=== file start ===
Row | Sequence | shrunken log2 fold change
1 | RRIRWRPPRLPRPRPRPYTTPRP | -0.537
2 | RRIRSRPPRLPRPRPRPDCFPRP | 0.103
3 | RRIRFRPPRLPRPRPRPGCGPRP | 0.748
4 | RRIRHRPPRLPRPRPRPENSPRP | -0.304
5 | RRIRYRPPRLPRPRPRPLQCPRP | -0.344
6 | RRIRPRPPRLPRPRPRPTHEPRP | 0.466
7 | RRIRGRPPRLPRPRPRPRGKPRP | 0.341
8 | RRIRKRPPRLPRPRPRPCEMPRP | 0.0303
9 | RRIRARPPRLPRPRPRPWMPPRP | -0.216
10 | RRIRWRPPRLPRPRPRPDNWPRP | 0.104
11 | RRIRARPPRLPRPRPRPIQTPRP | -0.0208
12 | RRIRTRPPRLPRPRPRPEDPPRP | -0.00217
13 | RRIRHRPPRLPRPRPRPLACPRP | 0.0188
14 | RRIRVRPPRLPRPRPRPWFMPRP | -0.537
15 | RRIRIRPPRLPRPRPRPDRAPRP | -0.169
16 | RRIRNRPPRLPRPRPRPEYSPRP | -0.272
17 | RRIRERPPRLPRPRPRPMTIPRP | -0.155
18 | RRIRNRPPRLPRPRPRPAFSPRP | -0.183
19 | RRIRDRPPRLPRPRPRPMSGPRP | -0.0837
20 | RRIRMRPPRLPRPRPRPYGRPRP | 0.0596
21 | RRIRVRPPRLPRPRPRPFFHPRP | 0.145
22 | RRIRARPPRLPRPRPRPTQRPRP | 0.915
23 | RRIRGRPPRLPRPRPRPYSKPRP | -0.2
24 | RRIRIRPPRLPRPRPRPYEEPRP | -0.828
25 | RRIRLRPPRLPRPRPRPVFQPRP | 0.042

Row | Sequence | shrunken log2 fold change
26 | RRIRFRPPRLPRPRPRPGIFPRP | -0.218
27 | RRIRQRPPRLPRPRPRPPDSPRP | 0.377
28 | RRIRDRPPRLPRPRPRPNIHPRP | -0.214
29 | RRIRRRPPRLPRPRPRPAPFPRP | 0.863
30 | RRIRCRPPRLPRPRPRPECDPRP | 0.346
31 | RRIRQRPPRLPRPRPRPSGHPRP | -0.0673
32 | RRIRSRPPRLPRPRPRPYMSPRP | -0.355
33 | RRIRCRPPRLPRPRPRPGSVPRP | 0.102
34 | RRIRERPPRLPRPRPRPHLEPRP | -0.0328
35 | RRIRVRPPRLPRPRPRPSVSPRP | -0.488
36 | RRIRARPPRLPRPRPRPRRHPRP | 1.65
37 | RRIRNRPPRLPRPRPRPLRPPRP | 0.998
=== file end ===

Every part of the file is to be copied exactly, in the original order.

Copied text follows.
Row | Sequence | shrunken log2 fold change
1 | RRIRWRPPRLPRPRPRPYTTPRP | -0.537
2 | RRIRSRPPRLPRPRPRPDCFPRP | 0.103
3 | RRIRFRPPRLPRPRPRPGCGPRP | 0.748
4 | RRIRHRPPRLPRPRPRPENSPRP | -0.304
5 | RRIRYRPPRLPRPRPRPLQCPRP | -0.344
6 | RRIRPRPPRLPRPRPRPTHEPRP | 0.466
7 | RRIRGRPPRLPRPRPRPRGKPRP | 0.341
8 | RRIRKRPPRLPRPRPRPCEMPRP | 0.0303
9 | RRIRARPPRLPRPRPRPWMPPRP | -0.216
10 | RRIRWRPPRLPRPRPRPDNWPRP | 0.104
11 | RRIRARPPRLPRPRPRPIQTPRP | -0.0208
12 | RRIRTRPPRLPRPRPRPEDPPRP | -0.00217
13 | RRIRHRPPRLPRPRPRPLACPRP | 0.0188
14 | RRIRVRPPRLPRPRPRPWFMPRP | -0.537
15 | RRIRIRPPRLPRPRPRPDRAPRP | -0.169
16 | RRIRNRPPRLPRPRPRPEYSPRP | -0.272
17 | RRIRERPPRLPRPRPRPMTIPRP | -0.155
18 | RRIRNRPPRLPRPRPRPAFSPRP | -0.183
19 | RRIRDRPPRLPRPRPRPMSGPRP | -0.0837
20 | RRIRMRPPRLPRPRPRPYGRPRP | 0.0596
21 | RRIRVRPPRLPRPRPRPFFHPRP | 0.145
22 | RRIRARPPRLPRPRPRPTQRPRP | 0.915
23 | RRIRGRPPRLPRPRPRPYSKPRP | -0.2
24 | RRIRIRPPRLPRPRPRPYEEPRP | -0.828
25 | RRIRLRPPRLPRPRPRPVFQPRP | 0.042

Row | Sequence | shrunken log2 fold change
26 | RRIRFRPPRLPRPRPRPGIFPRP | -0.218
27 | RRIRQRPPRLPRPRPRPPDSPRP | 0.377
28 | RRIRDRPPRLPRPRPRPNIHPRP | -0.214
29 | RRIRRRPPRLPRPRPRPAPFPRP | 0.863
30 | RRIRCRPPRLPRPRPRPECDPRP | 0.346
31 | RRIRQRPPRLPRPRPRPSGHPRP | -0.0673
32 | RRIRSRPPRLPRPRPRPYMSPRP | -0.355
33 | RRIRCRPPRLPRPRPRPGSVPRP | 0.102
34 | RRIRERPPRLPRPRPRPHLEPRP | -0.0328
35 | RRIRVRPPRLPRPRPRPSVSPRP | -0.488
36 | RRIRARPPRLPRPRPRPRRHPRP | 1.65
37 | RRIRNRPPRLPRPRPRPLRPPRP | 0.998